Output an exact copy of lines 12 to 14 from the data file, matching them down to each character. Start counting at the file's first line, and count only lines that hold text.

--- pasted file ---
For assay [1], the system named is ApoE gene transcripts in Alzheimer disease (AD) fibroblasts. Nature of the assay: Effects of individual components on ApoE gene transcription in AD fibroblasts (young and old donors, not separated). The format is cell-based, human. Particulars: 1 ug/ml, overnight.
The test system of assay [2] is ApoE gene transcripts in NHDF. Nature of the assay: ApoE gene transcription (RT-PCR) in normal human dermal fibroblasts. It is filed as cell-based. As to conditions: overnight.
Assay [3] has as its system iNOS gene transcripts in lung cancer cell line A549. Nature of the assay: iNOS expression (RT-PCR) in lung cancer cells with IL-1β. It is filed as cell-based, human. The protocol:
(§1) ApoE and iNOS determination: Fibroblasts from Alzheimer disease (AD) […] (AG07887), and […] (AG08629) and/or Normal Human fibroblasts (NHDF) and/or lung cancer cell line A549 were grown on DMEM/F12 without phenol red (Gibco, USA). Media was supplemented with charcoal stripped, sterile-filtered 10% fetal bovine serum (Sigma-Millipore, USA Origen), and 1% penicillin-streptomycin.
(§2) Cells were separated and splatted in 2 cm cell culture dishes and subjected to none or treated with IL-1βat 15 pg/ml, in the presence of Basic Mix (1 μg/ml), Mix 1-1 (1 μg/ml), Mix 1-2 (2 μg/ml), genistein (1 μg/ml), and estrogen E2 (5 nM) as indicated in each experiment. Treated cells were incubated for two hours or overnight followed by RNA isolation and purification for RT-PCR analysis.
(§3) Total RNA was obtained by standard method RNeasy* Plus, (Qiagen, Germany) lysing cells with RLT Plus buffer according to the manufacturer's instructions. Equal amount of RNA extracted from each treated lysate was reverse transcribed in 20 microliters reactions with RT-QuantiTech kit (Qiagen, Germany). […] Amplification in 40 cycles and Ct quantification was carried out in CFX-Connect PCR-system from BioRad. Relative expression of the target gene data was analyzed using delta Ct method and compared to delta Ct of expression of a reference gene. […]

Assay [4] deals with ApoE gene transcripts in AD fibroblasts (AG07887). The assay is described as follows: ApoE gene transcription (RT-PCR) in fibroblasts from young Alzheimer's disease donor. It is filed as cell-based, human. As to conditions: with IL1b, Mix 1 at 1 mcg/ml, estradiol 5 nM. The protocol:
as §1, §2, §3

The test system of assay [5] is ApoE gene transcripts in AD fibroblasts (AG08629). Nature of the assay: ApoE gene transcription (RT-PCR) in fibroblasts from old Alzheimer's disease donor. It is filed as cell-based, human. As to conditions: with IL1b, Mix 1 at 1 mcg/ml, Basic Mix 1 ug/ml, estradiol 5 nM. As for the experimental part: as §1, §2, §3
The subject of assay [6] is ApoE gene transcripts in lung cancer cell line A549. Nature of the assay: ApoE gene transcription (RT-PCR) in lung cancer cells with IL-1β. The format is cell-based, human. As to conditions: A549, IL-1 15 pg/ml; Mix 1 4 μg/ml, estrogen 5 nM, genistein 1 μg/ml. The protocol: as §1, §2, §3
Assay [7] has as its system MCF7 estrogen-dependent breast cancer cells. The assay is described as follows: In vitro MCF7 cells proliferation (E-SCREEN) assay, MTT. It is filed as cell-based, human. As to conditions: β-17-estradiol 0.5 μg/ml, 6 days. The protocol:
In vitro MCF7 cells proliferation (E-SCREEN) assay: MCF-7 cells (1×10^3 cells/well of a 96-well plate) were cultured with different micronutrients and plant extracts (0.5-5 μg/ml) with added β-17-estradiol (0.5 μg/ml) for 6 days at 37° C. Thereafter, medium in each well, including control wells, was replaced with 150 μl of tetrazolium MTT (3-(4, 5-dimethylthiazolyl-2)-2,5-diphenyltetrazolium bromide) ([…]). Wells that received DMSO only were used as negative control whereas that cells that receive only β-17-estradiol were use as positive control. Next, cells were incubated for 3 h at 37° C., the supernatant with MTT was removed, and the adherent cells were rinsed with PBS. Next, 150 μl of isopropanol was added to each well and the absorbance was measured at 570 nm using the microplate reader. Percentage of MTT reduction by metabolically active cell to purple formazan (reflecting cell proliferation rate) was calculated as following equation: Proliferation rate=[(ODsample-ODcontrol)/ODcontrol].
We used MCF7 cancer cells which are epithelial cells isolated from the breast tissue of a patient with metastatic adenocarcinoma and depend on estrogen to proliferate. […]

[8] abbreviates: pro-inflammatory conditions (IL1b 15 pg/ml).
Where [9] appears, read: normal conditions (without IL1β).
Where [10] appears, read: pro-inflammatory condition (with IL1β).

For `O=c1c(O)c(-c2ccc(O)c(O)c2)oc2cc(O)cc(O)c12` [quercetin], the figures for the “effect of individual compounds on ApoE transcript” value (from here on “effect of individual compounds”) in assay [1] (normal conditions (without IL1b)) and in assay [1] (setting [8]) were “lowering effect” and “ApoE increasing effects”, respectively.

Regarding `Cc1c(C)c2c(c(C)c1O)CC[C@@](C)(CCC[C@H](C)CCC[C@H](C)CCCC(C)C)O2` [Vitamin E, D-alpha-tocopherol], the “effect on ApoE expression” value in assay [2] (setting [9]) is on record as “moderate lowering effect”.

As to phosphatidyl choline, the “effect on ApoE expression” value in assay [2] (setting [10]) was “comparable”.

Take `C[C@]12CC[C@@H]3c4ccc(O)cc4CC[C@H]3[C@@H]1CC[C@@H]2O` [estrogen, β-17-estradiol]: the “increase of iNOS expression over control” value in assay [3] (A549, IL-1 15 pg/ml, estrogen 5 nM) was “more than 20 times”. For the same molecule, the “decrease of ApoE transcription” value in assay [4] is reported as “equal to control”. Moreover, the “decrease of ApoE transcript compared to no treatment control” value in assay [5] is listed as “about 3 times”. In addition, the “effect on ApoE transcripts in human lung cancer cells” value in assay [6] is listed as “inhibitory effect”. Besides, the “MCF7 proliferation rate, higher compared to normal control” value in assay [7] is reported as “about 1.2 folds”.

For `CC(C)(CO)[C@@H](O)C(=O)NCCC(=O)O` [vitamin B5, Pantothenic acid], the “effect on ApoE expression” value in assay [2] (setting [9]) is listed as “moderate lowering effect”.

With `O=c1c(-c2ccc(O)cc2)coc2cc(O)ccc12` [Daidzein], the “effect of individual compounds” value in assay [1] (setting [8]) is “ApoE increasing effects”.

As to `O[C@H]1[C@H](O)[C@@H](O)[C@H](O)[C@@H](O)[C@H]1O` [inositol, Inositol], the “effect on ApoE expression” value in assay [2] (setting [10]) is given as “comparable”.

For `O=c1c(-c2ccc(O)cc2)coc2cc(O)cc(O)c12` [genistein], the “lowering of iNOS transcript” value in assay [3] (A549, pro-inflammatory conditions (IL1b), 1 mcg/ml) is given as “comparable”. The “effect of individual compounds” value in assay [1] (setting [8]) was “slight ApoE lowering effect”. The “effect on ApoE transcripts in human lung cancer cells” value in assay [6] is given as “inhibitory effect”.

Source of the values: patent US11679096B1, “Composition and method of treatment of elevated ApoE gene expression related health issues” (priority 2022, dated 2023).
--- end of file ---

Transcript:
In vitro MCF7 cells proliferation (E-SCREEN) assay: MCF-7 cells (1×10^3 cells/well of a 96-well plate) were cultured with different micronutrients and plant extracts (0.5-5 μg/ml) with added β-17-estradiol (0.5 μg/ml) for 6 days at 37° C. Thereafter, medium in each well, including control wells, was replaced with 150 μl of tetrazolium MTT (3-(4, 5-dimethylthiazolyl-2)-2,5-diphenyltetrazolium bromide) ([…]). Wells that received DMSO only were used as negative control whereas that cells that receive only β-17-estradiol were use as positive control. Next, cells were incubated for 3 h at 37° C., the supernatant with MTT was removed, and the adherent cells were rinsed with PBS. Next, 150 μl of isopropanol was added to each well and the absorbance was measured at 570 nm using the microplate reader. Percentage of MTT reduction by metabolically active cell to purple formazan (reflecting cell proliferation rate) was calculated as following equation: Proliferation rate=[(ODsample-ODcontrol)/ODcontrol].
We used MCF7 cancer cells which are epithelial cells isolated from the breast tissue of a patient with metastatic adenocarcinoma and depend on estrogen to proliferate. […]

[8] abbreviates: pro-inflammatory conditions (IL1b 15 pg/ml).